IZA DP No. 10204: No Extension Without Representation? Evidence from a Natural Experiment in Collective Bargaining
published in: IZA Journal of Labor Economics, 2020, 9(5), 1-31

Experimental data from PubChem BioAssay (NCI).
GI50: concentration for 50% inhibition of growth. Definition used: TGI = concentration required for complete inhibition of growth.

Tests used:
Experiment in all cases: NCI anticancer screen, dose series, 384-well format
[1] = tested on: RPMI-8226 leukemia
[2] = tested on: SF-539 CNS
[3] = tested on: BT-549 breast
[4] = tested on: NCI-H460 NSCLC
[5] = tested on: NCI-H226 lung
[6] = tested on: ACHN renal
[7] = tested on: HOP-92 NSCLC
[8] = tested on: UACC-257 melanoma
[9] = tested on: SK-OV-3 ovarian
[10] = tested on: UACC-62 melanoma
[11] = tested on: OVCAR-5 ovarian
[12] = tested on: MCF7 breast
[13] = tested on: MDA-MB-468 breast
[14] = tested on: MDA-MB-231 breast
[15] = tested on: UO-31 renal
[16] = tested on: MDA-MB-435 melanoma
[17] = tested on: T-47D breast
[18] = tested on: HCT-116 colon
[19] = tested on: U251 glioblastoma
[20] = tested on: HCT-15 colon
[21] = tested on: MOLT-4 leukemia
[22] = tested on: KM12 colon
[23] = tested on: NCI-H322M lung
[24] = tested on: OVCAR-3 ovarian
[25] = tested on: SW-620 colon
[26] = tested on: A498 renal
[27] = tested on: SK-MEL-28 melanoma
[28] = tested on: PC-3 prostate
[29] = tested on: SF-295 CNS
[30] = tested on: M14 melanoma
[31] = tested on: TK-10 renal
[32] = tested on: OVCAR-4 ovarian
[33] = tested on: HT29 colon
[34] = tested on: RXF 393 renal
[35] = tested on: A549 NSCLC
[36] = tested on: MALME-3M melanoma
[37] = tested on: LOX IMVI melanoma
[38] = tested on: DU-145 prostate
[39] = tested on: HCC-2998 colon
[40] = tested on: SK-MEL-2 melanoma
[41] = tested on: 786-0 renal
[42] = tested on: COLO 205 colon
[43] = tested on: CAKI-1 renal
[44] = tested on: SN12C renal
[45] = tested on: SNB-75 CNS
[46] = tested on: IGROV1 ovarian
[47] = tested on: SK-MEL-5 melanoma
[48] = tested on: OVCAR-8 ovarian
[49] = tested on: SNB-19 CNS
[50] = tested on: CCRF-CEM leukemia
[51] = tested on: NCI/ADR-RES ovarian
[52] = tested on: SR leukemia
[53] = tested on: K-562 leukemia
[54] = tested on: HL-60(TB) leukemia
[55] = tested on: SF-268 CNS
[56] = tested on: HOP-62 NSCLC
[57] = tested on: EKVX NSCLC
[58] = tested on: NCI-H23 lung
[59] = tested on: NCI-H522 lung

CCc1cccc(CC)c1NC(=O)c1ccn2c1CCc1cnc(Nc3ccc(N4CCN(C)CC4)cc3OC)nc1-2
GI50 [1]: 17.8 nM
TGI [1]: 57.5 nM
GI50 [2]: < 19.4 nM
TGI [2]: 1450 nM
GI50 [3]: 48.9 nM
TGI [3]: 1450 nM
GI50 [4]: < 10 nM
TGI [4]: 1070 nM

In many countries, notably across Europe, collective bargaining coverage is enhanced by government-issued extensions that widen the reach of collective agreements beyond their signatory parties to all firms and workers in the same sector. This paper analyses the causal impact of such extensions on employment using a natural experiment in Portugal: the immediate suspension by the government that took office in 21 June 2011 of the (until then) nearly automatic extensions. The combination of this suspension and the time needed for processing the extension applications resulted in a sharp and unanticipated decline in the extension probability of agreements signed several months earlier, around 1 March 2011. Our results, based on a regression discontinuity design and matched employer-employee-agreement panel data, suggest that extensions had a negative impact on employment growth. Moreover, the effects tend to be concentrated amongst non-affiliated firms. The lack of representativeness of employer associations is a potentially important factor behind the adverse effect of extensions. Another is the role of retro-activity in combination with the administrative delay in processing extensions. This is particularly relevant in the context of a recession.